And thank you for the compliment I guess on my coping skills. I think a willingness to dig, and a commitment to self-awareness is absolutely key. The only thing I've ever found to work is looking at this shit square and level, seeing it, naming it, and then talking about it openly and honestly.

Michele said...

This is such a powerful post. Reading your blog has an incredible impact on me (and I'm not a hoarder of relative of one, either).

And sorry in advance for sounding nasty, but I can't help wanting to stuff a box worth of gingersnaps down your father's throat.

Sending you e-ring-dings.

Sid said...

I contacted you privately, but also wanted to give a shout out it your comments, Thalia.

It made me laugh, clench my teeth in anger, and want to hug you and your sister.

Rage on indeed.

The Writing Goddess said...

Thalia... I am so sorry. (And don't hate me, but tonight I am going to bake ginger COOKIES which some confuse with ginger snaps but our are soft and chewey and wonderful.

Back on point. One of my son's g-f's lived with her dad & stepmom for a while - they had LOCKED cupboards where they kept the "good" peanut butter and cookies and such that the girl and her sister were not allowed to eat. And I, too, had underfeeding and overfeeding issues with Dady Dearest (mine's a NPD) which I will post about sometime next week, I think, and which have contributed to my continuing problems having a healthy relationship with food.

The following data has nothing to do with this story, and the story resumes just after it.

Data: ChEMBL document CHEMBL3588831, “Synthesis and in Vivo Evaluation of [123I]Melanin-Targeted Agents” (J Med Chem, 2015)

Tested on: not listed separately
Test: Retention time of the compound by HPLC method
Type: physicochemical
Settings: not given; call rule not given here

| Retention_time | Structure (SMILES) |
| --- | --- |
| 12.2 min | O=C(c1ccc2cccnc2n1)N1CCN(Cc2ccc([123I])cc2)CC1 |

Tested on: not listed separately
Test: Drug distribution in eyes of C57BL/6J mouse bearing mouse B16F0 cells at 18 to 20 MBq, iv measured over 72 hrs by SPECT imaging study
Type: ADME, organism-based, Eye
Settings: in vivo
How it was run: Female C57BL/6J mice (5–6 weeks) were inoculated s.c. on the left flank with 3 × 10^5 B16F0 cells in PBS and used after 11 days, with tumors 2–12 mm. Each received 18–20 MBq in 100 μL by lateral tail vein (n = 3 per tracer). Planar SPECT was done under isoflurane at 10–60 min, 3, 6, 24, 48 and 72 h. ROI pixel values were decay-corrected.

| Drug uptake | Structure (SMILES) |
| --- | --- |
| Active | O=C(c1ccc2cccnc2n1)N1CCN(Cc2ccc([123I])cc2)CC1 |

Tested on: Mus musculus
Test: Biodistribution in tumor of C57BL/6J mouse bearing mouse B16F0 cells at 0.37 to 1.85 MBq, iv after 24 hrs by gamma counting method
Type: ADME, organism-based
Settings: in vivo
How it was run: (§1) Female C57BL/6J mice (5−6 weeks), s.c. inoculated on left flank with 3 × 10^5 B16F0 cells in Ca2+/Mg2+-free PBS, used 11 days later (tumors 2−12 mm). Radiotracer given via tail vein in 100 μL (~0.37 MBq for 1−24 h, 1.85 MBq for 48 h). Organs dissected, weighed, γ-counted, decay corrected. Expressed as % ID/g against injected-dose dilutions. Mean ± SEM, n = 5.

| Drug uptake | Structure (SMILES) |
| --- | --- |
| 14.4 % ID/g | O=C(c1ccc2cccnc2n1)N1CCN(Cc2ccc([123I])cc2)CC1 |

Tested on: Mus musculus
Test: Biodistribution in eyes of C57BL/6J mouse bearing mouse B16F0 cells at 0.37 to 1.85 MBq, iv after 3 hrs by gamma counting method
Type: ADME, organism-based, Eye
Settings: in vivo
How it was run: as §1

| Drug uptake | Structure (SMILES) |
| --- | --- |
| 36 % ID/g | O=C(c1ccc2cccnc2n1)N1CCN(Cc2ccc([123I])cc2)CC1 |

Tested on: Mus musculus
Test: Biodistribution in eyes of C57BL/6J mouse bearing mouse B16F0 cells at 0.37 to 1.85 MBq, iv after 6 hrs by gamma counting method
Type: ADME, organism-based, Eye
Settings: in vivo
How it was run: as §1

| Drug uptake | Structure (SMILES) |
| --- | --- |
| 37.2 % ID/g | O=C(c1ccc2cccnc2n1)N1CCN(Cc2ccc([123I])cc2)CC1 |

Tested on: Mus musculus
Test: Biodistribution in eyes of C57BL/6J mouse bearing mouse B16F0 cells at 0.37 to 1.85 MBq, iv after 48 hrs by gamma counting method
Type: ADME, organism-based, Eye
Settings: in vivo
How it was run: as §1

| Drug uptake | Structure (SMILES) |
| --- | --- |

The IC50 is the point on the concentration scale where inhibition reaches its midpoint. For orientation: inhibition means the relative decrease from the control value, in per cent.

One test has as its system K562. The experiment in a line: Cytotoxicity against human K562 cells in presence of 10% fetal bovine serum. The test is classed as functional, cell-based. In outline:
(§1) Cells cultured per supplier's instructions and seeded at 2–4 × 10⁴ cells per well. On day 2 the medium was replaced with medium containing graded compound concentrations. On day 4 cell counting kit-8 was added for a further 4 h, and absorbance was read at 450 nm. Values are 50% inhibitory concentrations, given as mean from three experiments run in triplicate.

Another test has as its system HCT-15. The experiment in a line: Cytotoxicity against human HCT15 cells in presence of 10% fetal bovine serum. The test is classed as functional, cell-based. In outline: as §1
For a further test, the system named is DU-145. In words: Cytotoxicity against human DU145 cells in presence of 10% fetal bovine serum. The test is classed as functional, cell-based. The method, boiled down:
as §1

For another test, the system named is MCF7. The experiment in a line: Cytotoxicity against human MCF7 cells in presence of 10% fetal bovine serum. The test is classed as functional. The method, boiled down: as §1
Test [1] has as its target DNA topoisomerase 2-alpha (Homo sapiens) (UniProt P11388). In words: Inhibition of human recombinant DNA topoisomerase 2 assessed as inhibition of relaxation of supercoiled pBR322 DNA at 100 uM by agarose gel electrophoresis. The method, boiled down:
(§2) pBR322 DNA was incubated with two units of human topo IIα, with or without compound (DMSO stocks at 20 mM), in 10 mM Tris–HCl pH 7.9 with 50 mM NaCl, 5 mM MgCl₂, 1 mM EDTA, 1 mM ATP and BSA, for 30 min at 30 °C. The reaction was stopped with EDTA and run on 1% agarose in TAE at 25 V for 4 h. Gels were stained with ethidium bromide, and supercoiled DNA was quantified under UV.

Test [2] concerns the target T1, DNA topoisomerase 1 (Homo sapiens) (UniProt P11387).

Whether your mom was an Enabler, or whether she was just so beaten down and exhausted by fighting your dad on other levels (been there, done that), what happened to you girls wasn't right. You deserve to get good and angry with the way little Thalia and little Tara were treated. Give them a hug from me.

Amy said...

I just want to thank you for this blog. My husband has some mild hoarding tendencies thanks to his parents. One is a hoarder, one a miserly jerk- between the two of them his childhood was much like your own. I can't get into details because it makes me too angry.

Since we moved in together a few years ago, I have had to slowly train my husband out of behaviors like storing giant musty boxes full of dirty socks, important papers, old cords, fast food wrappers, etc. in places like our bedroom. At first it annoyed me, but then I grew to understand that he had never learned to discern trash from treasure, nor how to organize or store legitimately valuable things. It is a sad legacy, one I am trying my best to help him with. I shudder to think of the day when his parents pass and we have to deal with their home and collection of storage units. On the bright side, all it takes is a skeptical look from me when I hear the dreaded "but it's still GOOD," and he will sheepishly laugh and throw it away.

Anyway, you gals are fighting the good fight against the monster without AND the monster within, and I for one am rooting for you.

Sidney said...

This is STILL a breath-taking post, Thalia. My face is turning blue...